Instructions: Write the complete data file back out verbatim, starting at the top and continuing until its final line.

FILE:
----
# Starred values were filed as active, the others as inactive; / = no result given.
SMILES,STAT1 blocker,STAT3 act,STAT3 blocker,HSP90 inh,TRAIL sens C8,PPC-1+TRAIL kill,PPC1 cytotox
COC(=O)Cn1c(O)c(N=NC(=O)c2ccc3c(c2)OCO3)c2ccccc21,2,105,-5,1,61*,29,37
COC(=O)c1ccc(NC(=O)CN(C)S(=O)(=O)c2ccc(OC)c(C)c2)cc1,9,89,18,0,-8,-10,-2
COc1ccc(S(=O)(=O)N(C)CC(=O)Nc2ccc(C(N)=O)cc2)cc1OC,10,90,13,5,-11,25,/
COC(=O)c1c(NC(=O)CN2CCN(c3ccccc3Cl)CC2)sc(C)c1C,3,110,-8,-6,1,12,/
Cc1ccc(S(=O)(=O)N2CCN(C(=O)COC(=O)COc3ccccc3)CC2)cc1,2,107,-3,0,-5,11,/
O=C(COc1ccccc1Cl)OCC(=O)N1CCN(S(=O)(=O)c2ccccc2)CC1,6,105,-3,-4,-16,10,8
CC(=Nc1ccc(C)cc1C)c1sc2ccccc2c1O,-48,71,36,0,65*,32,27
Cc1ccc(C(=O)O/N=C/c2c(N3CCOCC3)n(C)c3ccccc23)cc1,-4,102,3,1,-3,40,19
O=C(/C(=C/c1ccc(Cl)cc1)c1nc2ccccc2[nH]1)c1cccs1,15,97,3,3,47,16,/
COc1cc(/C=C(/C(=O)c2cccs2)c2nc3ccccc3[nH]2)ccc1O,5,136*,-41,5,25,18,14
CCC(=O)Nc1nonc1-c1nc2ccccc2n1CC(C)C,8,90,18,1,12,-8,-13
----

# Starred values were filed as active, the others as inactive; / = no result given.
SMILES,STAT1 blocker,STAT3 act,STAT3 blocker,HSP90 inh,TRAIL sens C8,PPC-1+TRAIL kill,PPC1 cytotox
COC(=O)Cn1c(O)c(N=NC(=O)c2ccc3c(c2)OCO3)c2ccccc21,2,105,-5,1,61*,29,37
COC(=O)c1ccc(NC(=O)CN(C)S(=O)(=O)c2ccc(OC)c(C)c2)cc1,9,89,18,0,-8,-10,-2
COc1ccc(S(=O)(=O)N(C)CC(=O)Nc2ccc(C(N)=O)cc2)cc1OC,10,90,13,5,-11,25,/
COC(=O)c1c(NC(=O)CN2CCN(c3ccccc3Cl)CC2)sc(C)c1C,3,110,-8,-6,1,12,/
Cc1ccc(S(=O)(=O)N2CCN(C(=O)COC(=O)COc3ccccc3)CC2)cc1,2,107,-3,0,-5,11,/
O=C(COc1ccccc1Cl)OCC(=O)N1CCN(S(=O)(=O)c2ccccc2)CC1,6,105,-3,-4,-16,10,8
CC(=Nc1ccc(C)cc1C)c1sc2ccccc2c1O,-48,71,36,0,65*,32,27
Cc1ccc(C(=O)O/N=C/c2c(N3CCOCC3)n(C)c3ccccc23)cc1,-4,102,3,1,-3,40,19
O=C(/C(=C/c1ccc(Cl)cc1)c1nc2ccccc2[nH]1)c1cccs1,15,97,3,3,47,16,/
COc1cc(/C=C(/C(=O)c2cccs2)c2nc3ccccc3[nH]2)ccc1O,5,136*,-41,5,25,18,14
CCC(=O)Nc1nonc1-c1nc2ccccc2n1CC(C)C,8,90,18,1,12,-8,-13